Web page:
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"On the steps of the Michigan student union, in the heart of the campus where the affirmative action cases began, students declared the Supreme Court decisions a victory this afternoon. No matter the nuances of the decisions, students said they viewed the outcome as a victory for the University of Michigan's goal of diversity. "It's the principle of affirmative action that we really care about," said Rahul Saksena, a senior who worked with Students Supporting Affirmative Action, one of several groups that emerged in response to the challenges to the school's policies. "We're confident that the administration will find a way to handle the part they need to change." While there were students disappointed by the decision, they were far quieter. But many people have left Ann Arbor for the year, and the spring half-term of classes ended just last week. Along State Street near campus, several students said they disagreed with the manner with which race is considered in admissions at the university and were disenchanted by the ruling, but that they were reluctant to say so because they felt uncomfortable disagreeing with what they viewed as a widely accepted political position on campus. ... John Adams, who just finished law school here, interpreted the court's ruling this way: "You can use race, but don't be too obvious about it." In the halls of the Michigan Union, some students wondered whether an individualized approach was practical. How, asked Jeremy Fields, a medical student, could admissions officers consider tens of thousands of undergraduate applicants on an "individualized" basis? Getting rid of the number system, he said, sounded unlikely. "I think what you'll end up seeing is it'll be a de facto point system — and they'll just say they're aren't points." Ruben Duran, the editor in chief of the Michigan Review, a student-run conservative publication, said he feared the new undergraduate system, whatever it is, will wind up being "even less transparent." Mr. Duran, a senior who said he is opposed to affirmative action, called the court action "pretty muddled." But Concepcion Escobar, who graduated from the law school here last month and was studying for the bar exam this afternoon, said she believed the ruling was perfectly clear. "This has consecrated diversity in the law books," Ms. Escobar, 31, said. "The policy is safer now." ... Clair Morrissey, a senior, said she now wants to push for new ways to keep minority students at the school once they are admitted. Neal Lyons, who is starting his fifth year here, said he wanted to encourage more integration and diversity elsewhere, such as in the nation's grade schools. "This reinvigorated us," Mr. Lyons said. "It's not good that affirmative action was attacked, but in every challenge, there's also an opportunity.""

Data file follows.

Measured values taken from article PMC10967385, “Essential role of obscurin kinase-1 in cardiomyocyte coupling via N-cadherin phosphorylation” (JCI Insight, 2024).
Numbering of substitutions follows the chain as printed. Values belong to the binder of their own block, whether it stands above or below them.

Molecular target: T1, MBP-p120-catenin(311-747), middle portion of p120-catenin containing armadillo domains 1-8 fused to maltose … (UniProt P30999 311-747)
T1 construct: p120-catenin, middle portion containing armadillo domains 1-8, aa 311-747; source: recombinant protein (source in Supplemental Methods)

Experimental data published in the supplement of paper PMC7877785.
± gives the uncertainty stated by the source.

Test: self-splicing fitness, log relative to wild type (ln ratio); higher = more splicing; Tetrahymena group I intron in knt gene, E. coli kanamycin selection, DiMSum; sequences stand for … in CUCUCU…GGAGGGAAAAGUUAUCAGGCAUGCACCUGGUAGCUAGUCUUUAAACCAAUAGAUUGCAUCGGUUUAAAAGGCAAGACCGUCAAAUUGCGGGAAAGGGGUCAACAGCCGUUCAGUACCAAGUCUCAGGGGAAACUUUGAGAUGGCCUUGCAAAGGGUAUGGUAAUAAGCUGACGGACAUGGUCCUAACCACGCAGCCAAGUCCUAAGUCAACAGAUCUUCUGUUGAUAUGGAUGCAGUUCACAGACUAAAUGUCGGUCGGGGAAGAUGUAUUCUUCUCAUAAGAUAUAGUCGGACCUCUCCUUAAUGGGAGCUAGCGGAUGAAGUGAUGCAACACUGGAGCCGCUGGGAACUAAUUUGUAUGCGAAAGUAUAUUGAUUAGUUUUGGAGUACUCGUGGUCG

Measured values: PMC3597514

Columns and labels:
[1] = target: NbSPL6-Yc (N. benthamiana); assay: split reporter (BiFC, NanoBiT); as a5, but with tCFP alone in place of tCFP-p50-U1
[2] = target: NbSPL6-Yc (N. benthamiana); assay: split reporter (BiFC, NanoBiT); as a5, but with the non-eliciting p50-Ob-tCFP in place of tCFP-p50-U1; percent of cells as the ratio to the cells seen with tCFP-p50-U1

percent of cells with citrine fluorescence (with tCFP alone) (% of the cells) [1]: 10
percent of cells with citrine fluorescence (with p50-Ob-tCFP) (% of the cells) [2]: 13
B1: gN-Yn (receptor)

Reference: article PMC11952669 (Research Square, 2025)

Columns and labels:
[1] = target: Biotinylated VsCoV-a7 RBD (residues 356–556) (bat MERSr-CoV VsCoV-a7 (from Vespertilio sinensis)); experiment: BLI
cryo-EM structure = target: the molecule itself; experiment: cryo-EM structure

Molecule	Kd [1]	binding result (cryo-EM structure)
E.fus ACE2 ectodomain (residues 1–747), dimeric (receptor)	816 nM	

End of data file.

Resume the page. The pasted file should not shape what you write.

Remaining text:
Michigan Ruling May Mean More Work for Colleges